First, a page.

Server market showed solid growth in 2010

The fourth quarter of 2010 cemented a good year of worldwide server growth.

That’s according to Gartner, which found that server shipments grew 6.5 percent year on year, and revenue boosted up by 16.4 percent.

The result of this growth, according to Jeffrey Hewitt, research vice president at Gartner, was as a result of “pent-up X86-based server demand,” which “produced some significant growth on a worldwide level,”

He said that the introduction of new processors from Intel and AMD toward the end of 2010 also “helped fuel a pretty significant replacement cycle of servers that had been maintained in place during the economic downturn in 2009.”

Blade server growth and the introduction of so-called  ‘skinless’ servers in the X86 segment also helped push 2010 results into double-digit growth rates, despite constraints in RISC/Itanium Unix platforms.

The introduction of new mainframe platforms from IBM were also claimed to be instrumental in helping to drive increases in the mainframe segment with a 68.3 percent revenue growth of IBM’s System Z platforms in the fourth quarter, Mr. Hewitt said.


Although Japan didn’t see any growth, with a decline of 4.4 percent,  its rival regions fared much better. North America bagged itself 24.5 percent of the market while Asia/Pacific gained 22.4 percent.

Latin America  was able to hit 12.3 percent, while EMEA grew by 10.4 percent.

When it came to companies its no surprise that IBM was the leader of the  worldwide server pack, ending the year with $5.2 billion in revenue for the fourth quarter of 2010 accounting for 35.5 percent of worldwide server revenue. This was up 2.8 percent, compared with the fourth quarter of 2009. Its growth was as a result of its System Z and System X product lines.

HP and Dell also joined the crew showing growth, while it wasn’t so good for Oracle and which experienced revenue declines in the fourth quarter of 2010.

HP is also riding high on the server shipment wave coming up trumps and leading the way in the fourth quarter with a year-on-year shipment increase of 6.9 percent.

2010 marked a return to growth with increases of 16.8 percent in worldwide server shipments and 13.2 percent in revenue, the revenue was as a result of the industry replacing old X86 servers, and introducing cloud-related products.

When it came to the blade server market, the revenue here increased to 29.5 percent and a shipment increase of 12.6 percent for the year.

HP topped the 2010 leader  board for blade shipments with a 47.3 percent share, followed by IBM with 25.4 percent share. However, Dell and Cisco also managed to muscle their way in with a small share increase.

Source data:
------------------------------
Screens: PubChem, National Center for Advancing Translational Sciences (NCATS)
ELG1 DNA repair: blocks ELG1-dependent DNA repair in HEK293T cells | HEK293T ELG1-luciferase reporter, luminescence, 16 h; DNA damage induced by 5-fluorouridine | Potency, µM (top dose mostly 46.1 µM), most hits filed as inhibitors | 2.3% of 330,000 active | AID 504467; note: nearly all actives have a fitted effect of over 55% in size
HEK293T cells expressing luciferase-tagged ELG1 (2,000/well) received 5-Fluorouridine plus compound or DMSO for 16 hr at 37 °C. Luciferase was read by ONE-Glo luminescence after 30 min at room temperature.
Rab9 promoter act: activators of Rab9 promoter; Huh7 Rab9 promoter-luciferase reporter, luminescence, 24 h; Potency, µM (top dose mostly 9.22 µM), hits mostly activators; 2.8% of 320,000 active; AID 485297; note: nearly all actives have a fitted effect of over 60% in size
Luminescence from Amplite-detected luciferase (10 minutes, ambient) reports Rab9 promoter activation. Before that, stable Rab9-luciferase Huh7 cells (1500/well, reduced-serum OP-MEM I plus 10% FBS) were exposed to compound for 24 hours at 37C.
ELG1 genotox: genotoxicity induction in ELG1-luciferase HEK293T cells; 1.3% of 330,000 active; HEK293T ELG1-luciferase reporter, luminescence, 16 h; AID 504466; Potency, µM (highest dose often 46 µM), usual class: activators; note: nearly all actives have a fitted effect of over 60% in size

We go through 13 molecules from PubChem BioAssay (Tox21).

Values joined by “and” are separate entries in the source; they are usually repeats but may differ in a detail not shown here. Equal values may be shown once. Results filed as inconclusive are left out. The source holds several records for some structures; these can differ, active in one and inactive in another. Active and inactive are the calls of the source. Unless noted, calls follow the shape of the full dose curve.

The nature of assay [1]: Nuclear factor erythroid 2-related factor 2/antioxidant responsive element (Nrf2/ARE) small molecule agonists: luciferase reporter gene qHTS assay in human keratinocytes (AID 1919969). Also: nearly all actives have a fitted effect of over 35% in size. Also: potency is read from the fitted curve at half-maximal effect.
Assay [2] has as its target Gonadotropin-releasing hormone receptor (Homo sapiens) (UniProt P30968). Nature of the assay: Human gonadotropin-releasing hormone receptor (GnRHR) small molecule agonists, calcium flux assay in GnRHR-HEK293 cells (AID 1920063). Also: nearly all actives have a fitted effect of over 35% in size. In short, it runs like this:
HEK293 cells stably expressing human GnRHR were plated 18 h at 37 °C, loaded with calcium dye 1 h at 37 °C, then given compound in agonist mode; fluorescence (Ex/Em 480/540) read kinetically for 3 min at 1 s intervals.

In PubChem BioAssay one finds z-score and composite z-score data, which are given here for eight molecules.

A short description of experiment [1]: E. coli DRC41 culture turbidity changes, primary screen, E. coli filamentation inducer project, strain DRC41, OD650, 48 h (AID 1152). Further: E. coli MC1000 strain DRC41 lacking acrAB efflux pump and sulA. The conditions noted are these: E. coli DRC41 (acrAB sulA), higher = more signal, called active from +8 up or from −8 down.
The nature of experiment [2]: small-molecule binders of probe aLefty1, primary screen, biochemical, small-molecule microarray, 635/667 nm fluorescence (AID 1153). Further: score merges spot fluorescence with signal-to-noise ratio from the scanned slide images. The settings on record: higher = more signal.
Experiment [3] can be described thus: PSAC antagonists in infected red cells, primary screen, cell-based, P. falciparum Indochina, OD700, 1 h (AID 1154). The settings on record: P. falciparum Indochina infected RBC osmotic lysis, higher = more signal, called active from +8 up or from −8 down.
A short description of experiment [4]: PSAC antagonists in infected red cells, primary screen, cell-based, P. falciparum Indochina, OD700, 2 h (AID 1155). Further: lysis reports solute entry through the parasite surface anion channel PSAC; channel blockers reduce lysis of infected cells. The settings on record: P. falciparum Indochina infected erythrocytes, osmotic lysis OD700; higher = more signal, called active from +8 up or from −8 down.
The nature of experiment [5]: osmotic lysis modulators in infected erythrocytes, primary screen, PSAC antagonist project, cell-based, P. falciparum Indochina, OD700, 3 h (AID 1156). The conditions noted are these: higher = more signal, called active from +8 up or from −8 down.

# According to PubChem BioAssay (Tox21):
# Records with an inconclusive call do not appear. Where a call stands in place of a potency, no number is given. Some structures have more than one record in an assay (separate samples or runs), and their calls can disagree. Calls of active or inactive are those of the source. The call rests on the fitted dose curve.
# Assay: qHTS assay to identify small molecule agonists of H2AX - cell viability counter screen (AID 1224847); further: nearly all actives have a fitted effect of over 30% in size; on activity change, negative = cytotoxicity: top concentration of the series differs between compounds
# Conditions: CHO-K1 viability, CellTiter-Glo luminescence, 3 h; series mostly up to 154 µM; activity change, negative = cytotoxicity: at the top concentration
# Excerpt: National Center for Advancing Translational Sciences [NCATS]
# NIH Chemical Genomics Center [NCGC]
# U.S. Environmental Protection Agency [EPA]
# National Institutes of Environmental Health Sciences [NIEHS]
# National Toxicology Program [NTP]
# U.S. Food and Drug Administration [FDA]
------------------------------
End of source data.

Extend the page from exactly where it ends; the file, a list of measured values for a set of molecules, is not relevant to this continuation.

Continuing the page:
And it’s looking good for 2011, with Gartner claiming that the success will continue. However, the market won’t be as on a high as 2010 as a result of the replacement cycle for x86 servers being reached in 2010. That said, these increases continue to be buffered by the use of x86 server virtualisation to consolidate physical machines as they are replaced.

There also seems to be a little bit of a fight going on between IBM and HP who are both vying for the ultimate leader spot. Both achieved revenues of over $15 billion for 2010, both with a market share of 31 percent. However, HP achieved a stronger year on year growth rate of 18.9 percent to IBM’s 9.2 percent.


It also showed it was doing well with the results of its x86 ProLiant line soaring, although IBM’s System Z line was key in its improved results in the fourth quarter.

“The fourth quarter rounded off an encouraging year for the server market in EMEA with each quarter seeing positive year to year growth rates for both shipments and revenues,” said Adrian O’Connell, research director at Gartner. “EMEA was particularly badly hit by the downturn in 2009 and, although economic concerns continue across much of the region, the server market has shown good momentum during 2010.”

However, there was one area that was weak over the year and that was the UNIX segment, which saw revenue decline 18.7 percent in the fourth quarter of 2010. This is because UNIX vendors are “squeezed between new investments in x86 platforms and the entrenched but strong installed base of System Z.”

Mr. O’Connell added: “We also need to recognise that the market is still in a fairly tentative recovery mode. Many companies are still in cost-containment mode and, although 2010 growth levels were strong, we’re still some way off the revenue highs that we saw in 2007.”

Overall, RISC and Itanium Unix revenues also didn’t fare well. Both declined 19.3 percent in the fourth quarter of 2010.

And although IBM led the segment in the fourth quarter of 2010, it only did so with a growth of 2.7 percent. This resulted in a share increase to 38.3 per cent. Second-ranked HP declined 15.3 percent and third-ranked Oracle declined 45.8 percent.

“These weak results are compounded by product transitions but are also indicative of the positioning difficulties that UNIX vendors are facing. The challenge remains for UNIX vendors to move upstream and fight for mainframe business, whilst also defending against Windows and Linux encroachments into their own installed bases,” concluded Mr O’Connell.